65%. And students? Students pay about 55% of their loans, and the


Government pays about 45%. Now, if we charged them less, the Government


would pick up more of the cost of the education. There is a reasonable


case for that, but a student who benefits from a degree, there is a


reasonable case for them paying for that. Is it time for the Government


to retire RPI? It can't retire RPI for a number of reasons, because it


is used in many contracts, private and public. It is not always as bad


as it is painted. There are advantage is to it. For example, it


was designed to measure inflation as experienced by households, whereas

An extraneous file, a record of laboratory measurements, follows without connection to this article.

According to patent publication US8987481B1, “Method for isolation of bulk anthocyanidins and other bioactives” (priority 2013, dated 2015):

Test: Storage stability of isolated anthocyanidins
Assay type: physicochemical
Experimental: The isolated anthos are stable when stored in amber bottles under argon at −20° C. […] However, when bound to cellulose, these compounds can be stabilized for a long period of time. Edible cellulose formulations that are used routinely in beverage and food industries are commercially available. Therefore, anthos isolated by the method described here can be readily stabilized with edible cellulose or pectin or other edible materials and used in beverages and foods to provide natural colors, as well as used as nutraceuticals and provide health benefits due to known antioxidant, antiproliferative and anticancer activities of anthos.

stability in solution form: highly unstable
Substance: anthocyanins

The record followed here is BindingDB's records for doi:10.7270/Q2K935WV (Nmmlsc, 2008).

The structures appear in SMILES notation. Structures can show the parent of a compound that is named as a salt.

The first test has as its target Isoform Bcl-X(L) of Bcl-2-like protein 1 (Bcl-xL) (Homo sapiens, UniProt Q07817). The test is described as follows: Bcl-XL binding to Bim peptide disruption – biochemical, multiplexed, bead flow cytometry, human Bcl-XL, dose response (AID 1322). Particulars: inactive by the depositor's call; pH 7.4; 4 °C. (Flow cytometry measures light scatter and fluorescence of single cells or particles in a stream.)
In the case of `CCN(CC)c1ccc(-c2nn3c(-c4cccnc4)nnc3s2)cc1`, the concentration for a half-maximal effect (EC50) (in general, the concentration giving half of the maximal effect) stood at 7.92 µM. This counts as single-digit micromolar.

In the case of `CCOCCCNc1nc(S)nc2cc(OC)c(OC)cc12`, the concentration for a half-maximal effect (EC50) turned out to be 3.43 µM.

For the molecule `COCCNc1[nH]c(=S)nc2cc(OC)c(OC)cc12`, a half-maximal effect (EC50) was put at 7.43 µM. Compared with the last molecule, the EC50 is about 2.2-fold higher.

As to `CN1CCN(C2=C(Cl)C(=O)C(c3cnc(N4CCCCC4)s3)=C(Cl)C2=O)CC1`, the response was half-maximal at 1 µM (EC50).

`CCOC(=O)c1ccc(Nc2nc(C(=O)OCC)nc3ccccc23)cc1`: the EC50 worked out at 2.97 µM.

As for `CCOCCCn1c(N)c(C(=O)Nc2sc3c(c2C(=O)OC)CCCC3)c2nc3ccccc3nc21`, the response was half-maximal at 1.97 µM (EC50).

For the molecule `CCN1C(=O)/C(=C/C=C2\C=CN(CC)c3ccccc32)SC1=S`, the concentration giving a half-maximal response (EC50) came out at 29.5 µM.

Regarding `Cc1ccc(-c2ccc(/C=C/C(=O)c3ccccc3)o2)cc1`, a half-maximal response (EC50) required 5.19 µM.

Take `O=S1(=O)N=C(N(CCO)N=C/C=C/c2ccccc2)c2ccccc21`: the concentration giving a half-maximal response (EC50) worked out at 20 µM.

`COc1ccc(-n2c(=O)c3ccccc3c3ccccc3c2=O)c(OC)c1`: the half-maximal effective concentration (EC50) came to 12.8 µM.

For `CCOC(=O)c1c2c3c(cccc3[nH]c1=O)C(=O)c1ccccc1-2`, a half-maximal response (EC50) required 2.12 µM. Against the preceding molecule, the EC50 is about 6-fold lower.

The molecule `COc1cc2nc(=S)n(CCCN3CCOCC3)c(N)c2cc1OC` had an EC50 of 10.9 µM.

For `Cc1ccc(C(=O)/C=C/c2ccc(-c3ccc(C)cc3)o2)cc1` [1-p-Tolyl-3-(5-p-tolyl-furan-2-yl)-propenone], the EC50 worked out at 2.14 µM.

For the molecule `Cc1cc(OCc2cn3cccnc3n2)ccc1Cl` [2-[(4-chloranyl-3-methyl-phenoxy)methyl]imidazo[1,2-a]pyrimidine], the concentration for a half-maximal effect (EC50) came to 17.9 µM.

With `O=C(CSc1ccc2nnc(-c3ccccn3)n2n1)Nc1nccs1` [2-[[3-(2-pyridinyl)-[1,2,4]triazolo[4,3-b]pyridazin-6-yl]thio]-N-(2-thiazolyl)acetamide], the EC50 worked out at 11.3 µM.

CPI was designed for macroeconomic purposes. So CPI is very good, for


example, as the target rate for the Bank of England, but not so good if


you want to actually measure the impact of inflation on households.


But at the end of the day, people don't care about how things are


indexed, they care about the bottom line in their bank balance, and if


they hear about the benefit of paying off debts, people paying


those bills are actually using those services, if you agree with that,


the idea that they are being ripped off does not make people happy. That


is absolutely right, and I think the Government is fairly shameless in


the way it uses RPI and CPI, because it tends to use CPI when it is


paying out money, for example on some benefits, public sector


pensions, and it off when users RPI when people are paying out money, as


with rail fares, student loans and a number of other things. How can you